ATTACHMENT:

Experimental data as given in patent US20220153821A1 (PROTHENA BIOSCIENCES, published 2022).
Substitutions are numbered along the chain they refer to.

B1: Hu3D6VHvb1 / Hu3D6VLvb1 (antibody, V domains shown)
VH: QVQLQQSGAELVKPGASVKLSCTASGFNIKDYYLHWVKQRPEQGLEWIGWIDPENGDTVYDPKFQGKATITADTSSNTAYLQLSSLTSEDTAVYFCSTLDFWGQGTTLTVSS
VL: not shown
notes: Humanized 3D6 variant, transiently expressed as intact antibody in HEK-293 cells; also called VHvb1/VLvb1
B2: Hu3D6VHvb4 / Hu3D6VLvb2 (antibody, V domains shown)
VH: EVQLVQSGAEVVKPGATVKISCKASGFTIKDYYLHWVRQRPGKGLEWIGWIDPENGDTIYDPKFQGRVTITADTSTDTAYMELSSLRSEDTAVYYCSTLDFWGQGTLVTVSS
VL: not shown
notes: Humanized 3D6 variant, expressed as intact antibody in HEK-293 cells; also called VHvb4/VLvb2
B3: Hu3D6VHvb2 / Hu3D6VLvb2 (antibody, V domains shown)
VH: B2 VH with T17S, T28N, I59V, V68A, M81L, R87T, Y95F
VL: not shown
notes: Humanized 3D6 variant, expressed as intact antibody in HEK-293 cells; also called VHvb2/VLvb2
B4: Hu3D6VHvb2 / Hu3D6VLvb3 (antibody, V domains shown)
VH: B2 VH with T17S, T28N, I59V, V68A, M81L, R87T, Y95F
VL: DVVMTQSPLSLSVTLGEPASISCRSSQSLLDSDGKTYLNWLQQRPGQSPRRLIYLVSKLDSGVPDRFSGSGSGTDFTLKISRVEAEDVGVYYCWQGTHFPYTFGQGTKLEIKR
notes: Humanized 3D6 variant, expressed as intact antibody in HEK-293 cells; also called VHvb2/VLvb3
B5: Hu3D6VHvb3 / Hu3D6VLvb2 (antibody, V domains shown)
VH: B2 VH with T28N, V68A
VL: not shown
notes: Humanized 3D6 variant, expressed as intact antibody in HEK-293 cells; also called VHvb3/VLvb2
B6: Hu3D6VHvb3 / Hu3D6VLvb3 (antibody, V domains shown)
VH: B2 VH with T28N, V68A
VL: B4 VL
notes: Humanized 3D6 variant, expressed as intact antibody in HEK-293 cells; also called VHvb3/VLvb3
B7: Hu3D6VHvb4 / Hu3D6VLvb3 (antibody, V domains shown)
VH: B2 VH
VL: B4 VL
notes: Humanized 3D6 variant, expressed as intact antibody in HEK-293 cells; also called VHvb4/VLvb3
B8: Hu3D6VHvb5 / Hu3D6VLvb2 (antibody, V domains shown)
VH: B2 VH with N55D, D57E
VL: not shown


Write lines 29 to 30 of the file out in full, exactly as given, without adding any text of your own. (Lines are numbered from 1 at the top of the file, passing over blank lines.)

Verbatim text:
VL: B4 VL
notes: Humanized 3D6 variant, expressed as intact antibody in HEK-293 cells; also called VHvb4/VLvb3